Tyranny in Los Angeles: No Water For You!

Tyranny in Los Angeles: No Water For You!

Tyranny in Los Angeles: No Water For You!

Tyranny rears its dirty head in Los Angeles after Mayor Eric Garcetti declares that you cannot have a large gathering, and the fundamental human right to running water and power. A totalitarian mayor issues his edict on the many, soon to be unwashed, residents of Los Angeles err, Chinangeles.

Government creep has abounded during the various stages of lockdowns — mandatory masking, forced business closures etc. We have witnessed hypocrisy and elitism at every juncture. But today we witnessed a politician threaten retaliation for disobeying his rules. Not laws, but guidelines. The facade of a mayor slips to reveal his tyranny under the mask.  A leader who disregards legal code, and the Constitutional rights of the subjects living in Chinangeles.

Know parties, no water

In his press conference, outside under the balmy California summer, the Chairman of Los Angeles said,

If the LAPD responds and verifies that a large gathering is occurring at a property, and we see these properties reoffending time and time again, they will provide notice and initiate the process to request that [the Department of Water and Power] shut off service within the next 48 hours,”

The Chairman really crossed into despotism when he contradicted himself about “repeat” offenders. Claudia Pascuta of KNX NewsRadio asked if the “shutoffs only apply to repeat offenders or can one large party do that?” (video 36:18)

His response is textbook totalitarianism,

Sure… yes… we I mean we can actually do the power or water shutoffs after a first violation… but as I’ve always said, [that] we like to educate, that we like to encourage and finally enforce,”

To be clear, it’s an arbitrary application of his shifting standard. The one he won’t explicitly state.

But hey now, I’m sure that the “education, and encouragement” comes with a free bus ride to Manzanar. That’s how Democrats tread into “education and enforcement” with American citizens.

Chairman Garcetti speaks! Obey.

 

Unrestricted access to water and power are basic human rights, and denying them is a violation of CA Civil Code

Not only are they basic rights, it’s against the law to restrict access. Literally, the code to determine habitability in LA housing includes the following,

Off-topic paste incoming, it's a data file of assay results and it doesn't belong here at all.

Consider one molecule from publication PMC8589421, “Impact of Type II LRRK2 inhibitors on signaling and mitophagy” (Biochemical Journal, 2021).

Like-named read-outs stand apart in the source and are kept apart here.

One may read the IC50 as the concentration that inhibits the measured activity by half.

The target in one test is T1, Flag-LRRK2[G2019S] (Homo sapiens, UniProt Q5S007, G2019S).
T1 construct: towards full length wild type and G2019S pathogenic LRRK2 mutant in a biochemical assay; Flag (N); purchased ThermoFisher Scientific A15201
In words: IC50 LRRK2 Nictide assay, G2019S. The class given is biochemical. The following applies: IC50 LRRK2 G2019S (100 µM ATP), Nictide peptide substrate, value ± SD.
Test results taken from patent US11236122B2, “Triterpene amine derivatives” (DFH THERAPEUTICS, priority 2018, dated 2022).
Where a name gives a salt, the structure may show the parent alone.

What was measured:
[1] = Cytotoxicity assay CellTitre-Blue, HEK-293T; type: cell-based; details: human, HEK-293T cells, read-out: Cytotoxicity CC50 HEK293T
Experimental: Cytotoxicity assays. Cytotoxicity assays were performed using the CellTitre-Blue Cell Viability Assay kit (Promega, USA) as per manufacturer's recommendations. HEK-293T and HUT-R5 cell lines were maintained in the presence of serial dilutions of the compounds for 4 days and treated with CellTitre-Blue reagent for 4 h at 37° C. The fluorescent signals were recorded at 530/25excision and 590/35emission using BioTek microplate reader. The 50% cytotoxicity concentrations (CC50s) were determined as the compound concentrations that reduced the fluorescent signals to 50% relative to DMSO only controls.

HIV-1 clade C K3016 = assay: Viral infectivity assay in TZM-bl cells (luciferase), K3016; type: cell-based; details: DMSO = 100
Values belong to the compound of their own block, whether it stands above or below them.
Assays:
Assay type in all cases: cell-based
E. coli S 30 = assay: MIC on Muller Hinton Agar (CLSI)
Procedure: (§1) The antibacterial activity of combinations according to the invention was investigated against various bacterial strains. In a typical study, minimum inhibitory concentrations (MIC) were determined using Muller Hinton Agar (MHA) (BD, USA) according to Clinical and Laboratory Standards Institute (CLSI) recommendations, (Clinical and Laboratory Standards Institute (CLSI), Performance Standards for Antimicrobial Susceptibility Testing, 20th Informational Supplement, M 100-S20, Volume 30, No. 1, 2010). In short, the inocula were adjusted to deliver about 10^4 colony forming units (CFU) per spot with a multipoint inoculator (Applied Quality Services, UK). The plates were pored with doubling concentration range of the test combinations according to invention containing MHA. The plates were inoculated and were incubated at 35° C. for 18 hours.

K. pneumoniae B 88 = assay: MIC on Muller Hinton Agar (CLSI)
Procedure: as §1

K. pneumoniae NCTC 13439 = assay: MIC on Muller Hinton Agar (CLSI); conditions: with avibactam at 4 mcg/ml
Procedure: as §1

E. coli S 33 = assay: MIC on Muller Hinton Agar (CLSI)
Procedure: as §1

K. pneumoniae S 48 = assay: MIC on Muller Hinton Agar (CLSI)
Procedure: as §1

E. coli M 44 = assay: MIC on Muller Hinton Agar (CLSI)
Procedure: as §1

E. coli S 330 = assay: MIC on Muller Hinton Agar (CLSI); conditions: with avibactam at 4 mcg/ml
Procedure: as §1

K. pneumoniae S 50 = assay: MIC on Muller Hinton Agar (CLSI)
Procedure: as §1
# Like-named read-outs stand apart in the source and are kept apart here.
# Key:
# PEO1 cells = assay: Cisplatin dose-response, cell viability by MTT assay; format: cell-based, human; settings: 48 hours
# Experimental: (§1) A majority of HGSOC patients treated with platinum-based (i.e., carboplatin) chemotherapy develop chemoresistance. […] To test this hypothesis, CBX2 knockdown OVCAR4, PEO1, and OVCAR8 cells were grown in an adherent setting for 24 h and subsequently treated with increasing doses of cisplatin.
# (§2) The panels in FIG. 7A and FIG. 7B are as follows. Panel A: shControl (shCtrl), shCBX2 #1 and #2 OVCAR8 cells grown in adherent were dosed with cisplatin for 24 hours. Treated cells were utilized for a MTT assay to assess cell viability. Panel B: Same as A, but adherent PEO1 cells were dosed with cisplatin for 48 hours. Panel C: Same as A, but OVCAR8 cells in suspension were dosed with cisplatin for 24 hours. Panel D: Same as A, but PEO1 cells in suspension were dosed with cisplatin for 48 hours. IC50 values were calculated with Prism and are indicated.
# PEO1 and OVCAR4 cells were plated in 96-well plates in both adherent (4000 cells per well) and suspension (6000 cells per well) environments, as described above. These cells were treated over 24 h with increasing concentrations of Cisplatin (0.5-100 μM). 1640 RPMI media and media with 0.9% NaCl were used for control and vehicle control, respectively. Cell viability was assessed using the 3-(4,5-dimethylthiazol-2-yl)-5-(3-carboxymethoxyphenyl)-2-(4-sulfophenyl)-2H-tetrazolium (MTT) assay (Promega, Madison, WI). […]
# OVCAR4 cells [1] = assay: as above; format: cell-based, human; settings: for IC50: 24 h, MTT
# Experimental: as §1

(a) A dwelling shall be deemed untenantable for purposes of Section 1941 if it substantially lacks any of the following affirmative standard characteristics or is a residential unit described in Section 17920.3 or 17920.10 of the Health and Safety Code

(3) A water supply approved under applicable law that is under the control of the tenant, capable of producing hot and cold running water, or a system that is under the control of the landlord, that produces hot and cold running water, furnished to appropriate fixtures, and connected to a sewage disposal system approved under applicable law.

(5) Electrical lighting, with wiring and electrical equipment that conformed with applicable law at the time of installation, maintained in good working order.”

But this blatant disregard for equal rights is exactly what we’ve come to expect from the man who doesn’t want a fence on the southern border, but is fine with the one around his mayoral residence.

A landlord in Los Angeles is required to provide access to both water and power. Residents who use those services are expected to pay for them. But the mayor can usurp county code and a private contract when he “thinks” a gathering is too big. I can only imagine the headache for homeowners who have no idea that their renters are violating the Chairman’s rules. The homeowner is the one with the negative mark on their service history. Then they get hit again when the renters don’t have water or power and the owner is technically in violation of the code.